In the early 1800’s, Thomas Robert Malthus expressed his views on population growth and stated that the world will return to subsistence-level conditions as a result of population growth outpacing agricultural production. His theory was later named Malthusian Catastrophe. His theories were widely criticized because it failed to foresee the improvements in agricultural technology. Better seeds, effective fertilizers and pesticides, and enhanced irrigation systems vastly improved crop yields and avoided the catastrophe. However, with over 6 billion people occupying the earth today and crop yield improvement declining, Malthus’ ideas are gaining prominence in the 21st century.
World grain consumption, the total of corn, wheat, and rice, has increased tremendously over the years. In 2007 the world consumed 2,098 metric tons of grain compared to just 815 million metric tons in 1960. Thankfully, production has kept pace with the rising consumption. However, economists and market specialists all around the world have been concerned about whether the production will keep up with rising consumption. Lately, there have been signs that show that it is not. Since 2000, the world has a deficit in grain (consumption is higher than production) every year except 2004. The chart below shows how the world has gone from a surplus to deficit since the last decade. The sharp turnaround spells trouble.
With deficits increasing, grain prices have double or even tripled in some instances since last year. Wheat prices averaged around $3.75 per bushel in 2006 and rose to around $7.50 per bushel in 2007. Similarly, corn prices have risen from about $2.25 per bushel in 2006 to over $4 a bushel in 2007.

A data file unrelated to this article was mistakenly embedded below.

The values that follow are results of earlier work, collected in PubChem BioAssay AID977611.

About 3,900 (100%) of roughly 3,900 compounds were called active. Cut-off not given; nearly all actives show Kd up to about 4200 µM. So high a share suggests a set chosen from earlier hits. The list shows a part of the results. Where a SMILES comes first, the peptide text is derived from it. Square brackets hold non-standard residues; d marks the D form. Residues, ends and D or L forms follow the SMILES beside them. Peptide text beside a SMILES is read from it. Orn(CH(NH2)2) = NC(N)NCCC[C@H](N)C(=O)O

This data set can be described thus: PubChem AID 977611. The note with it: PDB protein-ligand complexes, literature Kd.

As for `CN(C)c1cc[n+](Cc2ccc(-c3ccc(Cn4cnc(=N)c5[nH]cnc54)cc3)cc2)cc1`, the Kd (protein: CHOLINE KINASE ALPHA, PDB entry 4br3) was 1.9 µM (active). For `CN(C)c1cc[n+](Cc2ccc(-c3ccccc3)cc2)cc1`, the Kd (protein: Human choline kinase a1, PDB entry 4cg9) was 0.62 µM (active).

There have been numerous incidences reported of riots because of food shortages and higher prices all around the world. In April 2008, rioting in Haiti left five people dead including a U.N. peacekeeper and forced the resignation of Haiti’s Prime Minister. A United Nation food expert called this phenomenon the “silent tsunami”. Over 100 people worldwide have been pushed into deeper poverty because of rising food prices. In May, President Bush asked Congress for $770 million in overseas food aid. The aid, though substantial, is only a short-term solution. Policy makers all around the world are trying to find a longer term solution but few have done so unsuccessfully.
According to Lester Brown of Earth Policy Institute, the cumulative effect of the food shortages around the world will threaten food security. If the situation is not resolved quickly, he predicts that “social unrest and political instability will spread, and the number of failing states will likely increase dramatically, threatening the very stability of civilization itself.” These are dire predictions, and I hope that world leaders will heed his warnings and act!